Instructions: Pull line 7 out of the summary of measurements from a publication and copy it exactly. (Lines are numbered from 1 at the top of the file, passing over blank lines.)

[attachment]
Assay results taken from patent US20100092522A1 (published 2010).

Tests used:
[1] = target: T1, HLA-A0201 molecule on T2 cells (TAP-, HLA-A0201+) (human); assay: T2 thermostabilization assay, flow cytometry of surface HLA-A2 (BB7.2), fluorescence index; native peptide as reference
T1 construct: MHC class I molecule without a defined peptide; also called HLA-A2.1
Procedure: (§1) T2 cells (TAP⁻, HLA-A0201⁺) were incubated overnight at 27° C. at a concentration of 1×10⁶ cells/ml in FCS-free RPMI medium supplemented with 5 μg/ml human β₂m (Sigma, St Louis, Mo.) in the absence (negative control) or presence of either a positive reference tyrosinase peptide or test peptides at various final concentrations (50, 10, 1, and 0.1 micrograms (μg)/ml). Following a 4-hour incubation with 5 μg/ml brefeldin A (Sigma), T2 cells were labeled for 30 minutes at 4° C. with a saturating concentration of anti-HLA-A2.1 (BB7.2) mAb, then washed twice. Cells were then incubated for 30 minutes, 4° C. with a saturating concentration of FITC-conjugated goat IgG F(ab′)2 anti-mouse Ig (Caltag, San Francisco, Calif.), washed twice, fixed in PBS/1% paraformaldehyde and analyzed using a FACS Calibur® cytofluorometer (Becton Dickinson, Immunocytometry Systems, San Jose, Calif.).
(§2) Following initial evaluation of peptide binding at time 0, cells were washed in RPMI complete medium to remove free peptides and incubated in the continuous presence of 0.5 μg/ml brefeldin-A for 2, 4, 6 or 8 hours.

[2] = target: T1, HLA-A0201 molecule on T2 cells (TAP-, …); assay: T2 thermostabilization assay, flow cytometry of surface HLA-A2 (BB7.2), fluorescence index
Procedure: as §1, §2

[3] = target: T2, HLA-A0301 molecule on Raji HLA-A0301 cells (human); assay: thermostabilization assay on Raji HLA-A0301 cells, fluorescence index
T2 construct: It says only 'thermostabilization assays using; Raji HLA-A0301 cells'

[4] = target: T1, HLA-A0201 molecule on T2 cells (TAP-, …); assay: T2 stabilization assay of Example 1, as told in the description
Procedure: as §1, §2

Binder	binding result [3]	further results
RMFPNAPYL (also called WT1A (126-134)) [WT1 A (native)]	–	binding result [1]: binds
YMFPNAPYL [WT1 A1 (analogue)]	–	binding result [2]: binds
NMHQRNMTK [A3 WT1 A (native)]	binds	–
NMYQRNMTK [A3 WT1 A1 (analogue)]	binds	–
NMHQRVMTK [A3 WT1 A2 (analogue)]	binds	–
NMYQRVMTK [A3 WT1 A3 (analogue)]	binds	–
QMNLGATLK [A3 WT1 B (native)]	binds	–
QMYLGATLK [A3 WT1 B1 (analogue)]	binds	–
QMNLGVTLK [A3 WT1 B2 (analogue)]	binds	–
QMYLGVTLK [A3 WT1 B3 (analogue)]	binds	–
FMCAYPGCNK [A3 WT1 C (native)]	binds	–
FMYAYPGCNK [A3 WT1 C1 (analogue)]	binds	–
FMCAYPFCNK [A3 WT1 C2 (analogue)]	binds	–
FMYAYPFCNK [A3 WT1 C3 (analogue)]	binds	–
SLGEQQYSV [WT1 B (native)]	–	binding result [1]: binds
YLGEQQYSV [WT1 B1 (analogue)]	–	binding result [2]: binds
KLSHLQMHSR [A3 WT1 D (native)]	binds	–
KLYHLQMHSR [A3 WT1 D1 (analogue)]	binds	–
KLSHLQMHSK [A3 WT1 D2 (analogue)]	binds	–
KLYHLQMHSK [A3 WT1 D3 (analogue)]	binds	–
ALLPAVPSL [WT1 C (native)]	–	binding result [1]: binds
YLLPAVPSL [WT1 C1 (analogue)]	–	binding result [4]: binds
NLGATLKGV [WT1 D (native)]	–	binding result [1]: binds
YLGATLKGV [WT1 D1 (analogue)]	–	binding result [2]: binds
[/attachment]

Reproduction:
[2] = target: T1, HLA-A0201 molecule on T2 cells (TAP-, …); assay: T2 thermostabilization assay, flow cytometry of surface HLA-A2 (BB7.2), fluorescence index